Goldwater got it. Goldwater went to South Carolina and said, “What we need is Strom Thurmond to be president.” And Thurmond embraced Goldwater, and now you’re moving towards the center. Then what did they do? They knew Goldwater was not going to get the nomination. So what do they do? You’ve written about this because you did the other side — you did the liberal activists. They created the Young Americans for Freedom out of that. They went to Chicago — Bill, Bill Rusher, Marvin Liebman (whom we haven’t talked about) — and they saw these young kids coming off college campuses who would have Conscience of a Conservative, written by Brent Bozell. There’s this fiction out there that Goldwater wrote it. No, he didn’t. We know, right? Burnham had that line: “Down to the commas, it was Brent Bozell.” He wrote it in about six weeks.
Geoff Kabaservice: It’s not a hundred percent sure that Goldwater even read it.
Sam Tanenhaus: Not even read it! Eventually he may have read it, yeah. And so they begin to see young people who are interested in this. And then Bill Buckley invites them to Sharon, Connecticut, his family’s estate, and you can see the commemorative rock there with the plaque denoting the first meeting of the Young Americans for Freedom. The “Sharon Statement” written by Stan Evans, the son of the crazy Medford Evans, the nuclear hoax guy… And suddenly they have a youth movement.
And then they realize they have a problem. And you probably know all about this, too. They had to keep the youth movement clean because it was getting close to the Birchers. The Birchers and YAF were getting mixed up in people’s minds. And some of the early Young Americans for Freedom types were involved in the Bircher movement. So they had to clean that out.
Now they saw they had a problem, because they’re building a student youth movement. And Bill… Do you know this factoid? In 1962, the three most popular speakers on college campuses were, one, Barry Goldwater, two, Bill Buckley, and three, Martin Luther King. Bill Buckley was a bigger draw on college campuses than the most charismatic, heroic figure of the second half of the 20th century. Bill came out ahead of him.
Well, they knew they had to get those students. And with the Birchers, it’s a problem. So eventually, Bill writes the first column that attacks Welch himself but not the Birchers. Then Kirk comes around and says… That was when he wrote at Kirk’s behest. And to show you how far Bill had not gone yet, Bill was offended that Kirk had written his own anti-Welch and -Bircher piece in Commonweal magazine. And Bill says, “What are you doing writing for them?” Because they were too liberal.
Then in 1965, they realized they had a problem because Bill was now, as a result of his campaign for mayor, the most important conservative. Not just the most important conservative intellectual — the most important, best known conservative in America.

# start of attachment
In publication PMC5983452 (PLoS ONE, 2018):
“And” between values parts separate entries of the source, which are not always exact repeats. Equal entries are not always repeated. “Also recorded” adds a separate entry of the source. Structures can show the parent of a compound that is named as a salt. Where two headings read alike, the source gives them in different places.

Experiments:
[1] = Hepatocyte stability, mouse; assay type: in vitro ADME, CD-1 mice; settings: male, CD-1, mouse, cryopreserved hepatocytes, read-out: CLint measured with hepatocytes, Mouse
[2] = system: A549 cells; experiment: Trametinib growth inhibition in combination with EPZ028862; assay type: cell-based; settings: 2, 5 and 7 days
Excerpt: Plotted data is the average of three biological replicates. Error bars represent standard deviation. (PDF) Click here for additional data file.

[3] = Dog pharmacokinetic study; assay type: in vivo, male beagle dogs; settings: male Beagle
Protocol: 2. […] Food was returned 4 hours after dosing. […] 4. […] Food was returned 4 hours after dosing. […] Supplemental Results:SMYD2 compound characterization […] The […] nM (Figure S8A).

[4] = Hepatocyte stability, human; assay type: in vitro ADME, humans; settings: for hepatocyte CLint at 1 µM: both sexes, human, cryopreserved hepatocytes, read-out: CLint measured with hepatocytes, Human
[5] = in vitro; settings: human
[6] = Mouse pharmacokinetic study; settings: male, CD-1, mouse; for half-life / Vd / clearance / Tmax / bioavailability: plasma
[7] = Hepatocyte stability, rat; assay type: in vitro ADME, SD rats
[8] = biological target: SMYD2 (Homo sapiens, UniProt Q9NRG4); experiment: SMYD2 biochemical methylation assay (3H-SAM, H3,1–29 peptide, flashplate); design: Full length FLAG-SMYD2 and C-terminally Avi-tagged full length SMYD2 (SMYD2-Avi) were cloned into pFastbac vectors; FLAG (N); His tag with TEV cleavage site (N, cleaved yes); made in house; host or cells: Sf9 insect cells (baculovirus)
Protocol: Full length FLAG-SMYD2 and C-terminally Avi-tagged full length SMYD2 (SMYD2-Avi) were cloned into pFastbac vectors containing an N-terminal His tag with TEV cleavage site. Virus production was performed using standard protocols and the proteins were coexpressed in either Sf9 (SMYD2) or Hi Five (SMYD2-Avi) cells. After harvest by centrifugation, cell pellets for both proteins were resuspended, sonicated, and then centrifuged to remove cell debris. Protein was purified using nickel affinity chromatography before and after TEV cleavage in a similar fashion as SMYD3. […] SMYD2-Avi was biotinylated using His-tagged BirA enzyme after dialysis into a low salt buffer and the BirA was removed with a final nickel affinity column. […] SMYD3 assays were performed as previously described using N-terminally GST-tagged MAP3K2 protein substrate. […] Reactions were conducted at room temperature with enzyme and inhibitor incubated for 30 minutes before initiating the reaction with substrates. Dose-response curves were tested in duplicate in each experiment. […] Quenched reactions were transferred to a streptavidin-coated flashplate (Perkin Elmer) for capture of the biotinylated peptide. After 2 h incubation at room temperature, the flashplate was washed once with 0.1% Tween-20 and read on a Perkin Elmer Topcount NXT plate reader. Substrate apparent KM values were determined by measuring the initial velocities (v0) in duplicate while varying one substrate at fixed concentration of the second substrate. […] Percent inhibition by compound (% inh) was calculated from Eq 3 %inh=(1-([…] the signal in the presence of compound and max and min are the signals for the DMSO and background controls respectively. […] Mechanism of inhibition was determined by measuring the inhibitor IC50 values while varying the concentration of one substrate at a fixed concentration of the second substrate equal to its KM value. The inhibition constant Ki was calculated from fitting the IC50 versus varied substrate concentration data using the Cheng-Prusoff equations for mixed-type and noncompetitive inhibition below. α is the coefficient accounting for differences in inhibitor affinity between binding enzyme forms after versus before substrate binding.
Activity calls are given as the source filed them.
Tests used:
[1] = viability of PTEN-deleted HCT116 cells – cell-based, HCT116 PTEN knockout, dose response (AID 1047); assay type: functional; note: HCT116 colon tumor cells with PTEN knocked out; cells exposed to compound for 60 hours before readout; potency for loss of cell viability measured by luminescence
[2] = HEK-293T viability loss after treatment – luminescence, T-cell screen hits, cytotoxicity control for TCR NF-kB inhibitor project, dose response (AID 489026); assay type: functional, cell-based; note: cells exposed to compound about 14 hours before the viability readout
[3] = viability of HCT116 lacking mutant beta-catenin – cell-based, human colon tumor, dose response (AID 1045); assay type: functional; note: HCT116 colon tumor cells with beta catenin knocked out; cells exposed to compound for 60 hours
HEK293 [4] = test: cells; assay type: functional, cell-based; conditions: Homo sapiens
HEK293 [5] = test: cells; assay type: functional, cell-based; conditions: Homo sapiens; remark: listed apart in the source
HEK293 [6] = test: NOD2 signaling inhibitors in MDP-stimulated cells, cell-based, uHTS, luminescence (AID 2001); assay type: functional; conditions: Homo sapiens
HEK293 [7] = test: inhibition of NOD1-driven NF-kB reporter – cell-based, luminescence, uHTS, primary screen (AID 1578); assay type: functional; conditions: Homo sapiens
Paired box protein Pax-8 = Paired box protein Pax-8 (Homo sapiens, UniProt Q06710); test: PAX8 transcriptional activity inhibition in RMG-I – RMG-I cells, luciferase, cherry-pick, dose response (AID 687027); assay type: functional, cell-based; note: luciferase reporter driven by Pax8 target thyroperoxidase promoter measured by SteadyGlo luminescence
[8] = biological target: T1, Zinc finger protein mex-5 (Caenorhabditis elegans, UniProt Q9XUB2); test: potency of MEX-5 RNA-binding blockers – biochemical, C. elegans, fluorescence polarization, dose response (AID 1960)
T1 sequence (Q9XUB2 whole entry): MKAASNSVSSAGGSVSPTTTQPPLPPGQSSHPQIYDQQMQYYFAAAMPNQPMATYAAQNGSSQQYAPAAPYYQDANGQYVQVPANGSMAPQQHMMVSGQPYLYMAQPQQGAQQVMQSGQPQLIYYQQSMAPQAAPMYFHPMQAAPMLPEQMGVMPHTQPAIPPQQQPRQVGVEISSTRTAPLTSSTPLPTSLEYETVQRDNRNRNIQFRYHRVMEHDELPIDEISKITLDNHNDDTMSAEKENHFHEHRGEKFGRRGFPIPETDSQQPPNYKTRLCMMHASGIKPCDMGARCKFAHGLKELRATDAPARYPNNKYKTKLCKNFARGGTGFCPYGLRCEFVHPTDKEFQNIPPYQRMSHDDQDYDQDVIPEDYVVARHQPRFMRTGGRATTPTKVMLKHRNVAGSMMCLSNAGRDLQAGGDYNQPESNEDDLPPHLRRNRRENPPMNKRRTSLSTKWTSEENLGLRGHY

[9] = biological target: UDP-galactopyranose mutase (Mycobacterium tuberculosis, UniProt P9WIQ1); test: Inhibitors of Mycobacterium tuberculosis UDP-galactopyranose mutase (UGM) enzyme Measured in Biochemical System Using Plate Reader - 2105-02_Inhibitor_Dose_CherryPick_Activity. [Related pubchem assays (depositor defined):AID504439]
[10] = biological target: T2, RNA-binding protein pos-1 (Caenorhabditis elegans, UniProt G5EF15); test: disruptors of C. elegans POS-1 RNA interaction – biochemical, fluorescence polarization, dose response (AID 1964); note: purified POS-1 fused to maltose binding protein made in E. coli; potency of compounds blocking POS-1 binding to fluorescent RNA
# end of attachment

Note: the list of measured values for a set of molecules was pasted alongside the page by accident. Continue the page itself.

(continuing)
Geoff Kabaservice: His public profile was enormously elevated by running for mayor of New York City in 1965.
Sam Tanenhaus: He got more press than Ronald Reagan did when Reagan was first making his move to run for governor [in California]. It was Buckley everywhere. Walter Lippmann coined the term “Buckleyism.” For people who want to read an advance version of this that I have in my book, I did a big thing in the New York Times Magazine on that mayoral campaign. I wrote it in, I think, 2005. It was a 40th anniversary. That made Bill Buckley really famous.
Before then, Bill Buckley could walk down the street more or less the way you and I would walk down the street. After he ran for mayor and then started doing “Firing Line,” he could not walk through an airport without being mobbed. And when he got on a plane and flew out to Arizona to meet Goldwater — he knew him by this point, but to visit with Goldwater — the media crowded the plane and Goldwater treated Buckley like a visiting dignitary. So at that point it was up to him to get rid of the crazies.
And let me just add one thing, Geoff. The reason he did that was not because he thought they were terrible people. In retrospect, the Birchers actually look pretty mild. What are they doing? They’re writing stupid letters to… Yeah, you disagree. They’re not advocating using weapons the way the right is now. They’re chasing people off of school boards. They want to impeach Earl Warren, which is never going to happen. James Burnham floated the impeachment of Earl Warrant thing long before the Birchers got there.
They’re kooks, but they’re not dangerous kooks. But they were making the movement look bad in the eyes of the liberals. And Bill is now kind of part of the establishment. He does not want to go to the Overseas Press Club or wherever, the Yale Club or the Yacht Club, and have people there thinking — his friends, Kempton and Rovere and all these New Yorker people he knows — he doesn’t want them thinking, “This guy’s still hanging out with Robert Welch and the Birchers.”